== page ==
ATSC 3.0 next-gen TV will be the next big thing in broadcast television, when it gets here in a few years. In the meantime, a fair amount of skepticism surrounds the enhanced broadcast standard.
Features and services being hyped as part of ATSC 3.0 include improved over-the-air reception, immersive audio, deeper indoor reception, mobile reception, zoned programming/advertising, automotive services and advanced emergency alerting.
But skepticism toward ATSC 3.0 comes from potential privacy concerns around sending return path data back to broadcasters, especially after OTA TV was a one-way street for so long. There are also cost concerns for consumers, some legitimate—like eventually needing to pony up for an ATSC 3.0-compatible TV or other device—and others not so much, like needing a new TV antenna. At some point, consumers will need ATSC 3.0 equipment to receive ATSC 3.0 broadcasts, but broadcasters will be putting out the current ATSC 1.0 signals for five years after they switch on ATSC 3.0.
There is also some concern about whether wireless carriers will push back against ATSC 3.0 chips in phones (the way they did against FM transmitters). Last year, T-Mobile sent a lengthy white paper to the FCC expounding upon the “detrimental effects” ATSC 3.0 tuners and antennas might inflict on phones and networks, while also declaring that an ATSC 3.0 cellphone mandate is not a good idea. And of course, a full commercial rollout of ATSC 3.0 isn’t expected until about 2020, so some tempering of expectations is natural.
“I think it will be at least five years before it reaches any critical mass,” said Alan Wolk, co-founder and lead analyst at media consulting firm TV[R]EV. He said he is pretty skeptical about ATSC 3.0 but said that the standard is really well designed and thought out. One of Wolk’s chief concerns is that it’s not backward compatible and that the audience that’s very into local TV is not rushing out to buy a new TV because it has ATSC 3.0.
“That audience is not super techy,” Wolk said.
Despite whatever sources of skepticism persist, John Hane, president of Spectrum Co., an ATSC 3.0 consortium formed by Sinclair, Nexstar Media and Univision, said it’s not too soon to get excited about ATSC 3.0. He said Spectrum Co.’s ongoing ATSC 3.0 single-frequency network test site in Dallas, Texas, will be a real-deal ATSC 3.0 market.
“When we fire it up later this month it’s going to be a live market and there will be receivers that we’re going to put into the market,” Hane said. He said Spectrum Co.’s partners are working to have additional receivers available in the U.S. and working with partners to have gateway devices built and ready to deploy.
“I think [ATSC 3.0 will] be here sooner than a lot of people think. It’s happening. The largest broadcasters have committed to make ATSC 3.0 a reality,” Hane said, adding that Spectrum Co. is planning markets for deployment and that there will be more markets lit up this year.
Anne Schelle, managing director for Pearl TV, which is running a similar ATSC 3.0 test market in Phoenix, Arizona, also said that momentum around the new standard is going to pick up.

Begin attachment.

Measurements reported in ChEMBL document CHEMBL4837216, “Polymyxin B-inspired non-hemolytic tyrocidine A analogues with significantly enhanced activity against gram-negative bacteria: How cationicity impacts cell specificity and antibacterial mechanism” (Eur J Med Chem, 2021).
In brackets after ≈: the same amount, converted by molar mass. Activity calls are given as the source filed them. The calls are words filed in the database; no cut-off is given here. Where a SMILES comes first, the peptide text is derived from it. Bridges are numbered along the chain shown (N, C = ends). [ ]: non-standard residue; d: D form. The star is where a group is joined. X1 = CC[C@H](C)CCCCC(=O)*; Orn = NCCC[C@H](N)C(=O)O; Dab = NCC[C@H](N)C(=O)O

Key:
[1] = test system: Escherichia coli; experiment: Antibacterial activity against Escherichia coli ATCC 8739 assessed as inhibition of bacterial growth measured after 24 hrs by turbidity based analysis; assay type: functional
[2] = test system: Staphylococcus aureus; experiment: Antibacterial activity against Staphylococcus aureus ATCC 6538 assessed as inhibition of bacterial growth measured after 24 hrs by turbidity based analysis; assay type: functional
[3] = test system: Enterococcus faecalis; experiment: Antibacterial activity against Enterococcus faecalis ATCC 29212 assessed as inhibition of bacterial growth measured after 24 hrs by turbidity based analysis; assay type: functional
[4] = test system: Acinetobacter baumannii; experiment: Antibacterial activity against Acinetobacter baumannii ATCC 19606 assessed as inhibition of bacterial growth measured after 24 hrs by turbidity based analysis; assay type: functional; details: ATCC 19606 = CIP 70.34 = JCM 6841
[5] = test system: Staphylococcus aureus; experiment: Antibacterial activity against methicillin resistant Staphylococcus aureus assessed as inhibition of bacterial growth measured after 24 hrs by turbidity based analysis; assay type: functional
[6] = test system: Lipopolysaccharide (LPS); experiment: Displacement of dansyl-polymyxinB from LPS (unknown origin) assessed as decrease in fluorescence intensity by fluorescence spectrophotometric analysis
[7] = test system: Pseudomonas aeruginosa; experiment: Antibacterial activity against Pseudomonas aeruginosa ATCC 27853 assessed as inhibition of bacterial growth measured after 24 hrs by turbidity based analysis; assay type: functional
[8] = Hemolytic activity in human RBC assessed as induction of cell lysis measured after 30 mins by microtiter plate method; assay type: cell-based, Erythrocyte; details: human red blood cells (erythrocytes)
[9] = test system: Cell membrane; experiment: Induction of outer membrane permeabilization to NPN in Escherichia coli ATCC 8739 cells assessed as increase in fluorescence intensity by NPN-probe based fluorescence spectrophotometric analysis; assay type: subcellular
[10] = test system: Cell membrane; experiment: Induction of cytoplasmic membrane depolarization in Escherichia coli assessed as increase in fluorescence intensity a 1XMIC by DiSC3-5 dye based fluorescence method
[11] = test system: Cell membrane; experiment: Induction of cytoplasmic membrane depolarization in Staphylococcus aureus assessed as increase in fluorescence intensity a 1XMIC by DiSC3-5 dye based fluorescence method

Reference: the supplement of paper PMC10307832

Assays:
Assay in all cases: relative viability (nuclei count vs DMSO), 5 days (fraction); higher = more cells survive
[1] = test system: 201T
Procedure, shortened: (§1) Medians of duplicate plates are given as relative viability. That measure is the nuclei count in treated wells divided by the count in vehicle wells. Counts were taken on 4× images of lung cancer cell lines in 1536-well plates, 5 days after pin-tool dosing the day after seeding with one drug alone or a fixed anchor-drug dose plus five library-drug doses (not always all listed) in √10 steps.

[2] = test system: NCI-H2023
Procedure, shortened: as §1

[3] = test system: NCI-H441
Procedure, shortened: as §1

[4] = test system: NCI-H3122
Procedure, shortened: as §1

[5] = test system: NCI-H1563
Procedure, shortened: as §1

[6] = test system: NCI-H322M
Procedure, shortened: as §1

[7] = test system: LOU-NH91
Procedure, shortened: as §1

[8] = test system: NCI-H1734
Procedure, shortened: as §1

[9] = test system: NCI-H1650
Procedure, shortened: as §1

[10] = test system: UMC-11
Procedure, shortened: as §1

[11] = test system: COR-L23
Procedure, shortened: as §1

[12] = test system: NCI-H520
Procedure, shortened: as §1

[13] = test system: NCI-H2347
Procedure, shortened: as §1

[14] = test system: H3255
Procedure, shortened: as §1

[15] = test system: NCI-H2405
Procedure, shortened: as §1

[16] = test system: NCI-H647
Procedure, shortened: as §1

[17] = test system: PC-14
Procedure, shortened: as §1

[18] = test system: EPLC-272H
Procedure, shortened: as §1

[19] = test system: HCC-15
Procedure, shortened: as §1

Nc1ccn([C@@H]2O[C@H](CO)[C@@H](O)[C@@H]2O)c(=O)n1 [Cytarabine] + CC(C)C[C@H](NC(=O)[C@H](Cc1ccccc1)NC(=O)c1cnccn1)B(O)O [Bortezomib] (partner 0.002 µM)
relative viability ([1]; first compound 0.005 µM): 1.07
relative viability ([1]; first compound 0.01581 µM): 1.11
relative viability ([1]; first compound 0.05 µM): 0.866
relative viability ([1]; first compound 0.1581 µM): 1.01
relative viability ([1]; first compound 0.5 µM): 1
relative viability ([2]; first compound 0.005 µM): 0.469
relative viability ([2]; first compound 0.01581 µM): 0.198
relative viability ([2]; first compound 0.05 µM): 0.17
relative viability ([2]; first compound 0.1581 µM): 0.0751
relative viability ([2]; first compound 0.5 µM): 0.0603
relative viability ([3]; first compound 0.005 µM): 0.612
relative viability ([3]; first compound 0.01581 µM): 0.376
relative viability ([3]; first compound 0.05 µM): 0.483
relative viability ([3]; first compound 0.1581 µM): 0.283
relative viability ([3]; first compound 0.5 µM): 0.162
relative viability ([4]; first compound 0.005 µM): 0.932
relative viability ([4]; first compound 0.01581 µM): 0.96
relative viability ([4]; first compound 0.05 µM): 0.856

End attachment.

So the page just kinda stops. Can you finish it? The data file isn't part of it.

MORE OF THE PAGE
“It is a race and I think for us at Pearl and for Spectrum Co., Phoenix and Dallas are just the markets today. We’re already planning on launching many more in the next year to two years. You’re going to see a flywheel effect of launching markets to get the whole industry going,” Schelle said during a panel at the 2018 NAB Show in Las Vegas.
Pearl TV is an ATSC 3.0 consortium of broadcasters including Fox, Tegna, Univision, Meredith, Raycom, Hearst, Cox, Scripps, Nexstar and Graham. The group recently switched on the first ATSC 3.0 station in that market so consumers participating in the trial can see the standard in action.
Schelle dispelled some of the consumer skepticism around ATSC 3.0 by saying that it’s still early and that consumers still don’t know a lot about it. She said that consumer research conducted by Pearl TV has been positive, particularly with regards to enhanced audio and video quality, the modernized guide and interactive experiences embedded in live broadcasts.
Schelle also said that privacy should not be a concern with ATSC 3.0 given that consumers are already watching content on services like Netflix, Hulu and YouTube TV that have access to viewership and audience data.
“This is no different than that. It’s an application-like environment that creates a really easy-to-use guide. And there’s all the required opt-ins and there’s also a basic level of service, which is like TV today,” Schelle said. “I think it’s a little overblown, whatever the concerns are.”
While many of the largest broadcast groups have been the loudest proponents of ATSC 3.0, Schelle said that a lot of smaller broadcasters and noncommercial stations are also excited about moving over to the new standard. But for any remaining skeptics, Schelle said that the improved service and viewing experiences that aren’t possible with current ATSC 1.0 technology will win them over.
“You have to think of it like an enhancement to our current service. Our current service is a great business today and we will be offering that for a very long time,” Schelle said. “Broadcasters who put their capital to use for ATSC 3.0 will get return on investment on early services and then they can expand into new services over time.”
In Dallas, Hane said consumers participating in the trials can expect to see new features and capabilities of ATSC 3.0 like localization of content come online as Spectrum Co. elaborates the network and acquires more programming.
“We have a long way to go to fully elaborate everything. What we start with will be a marked improvement over ATSC 1.0 but it’s going to keep getting better for a lot of years,” Hane said.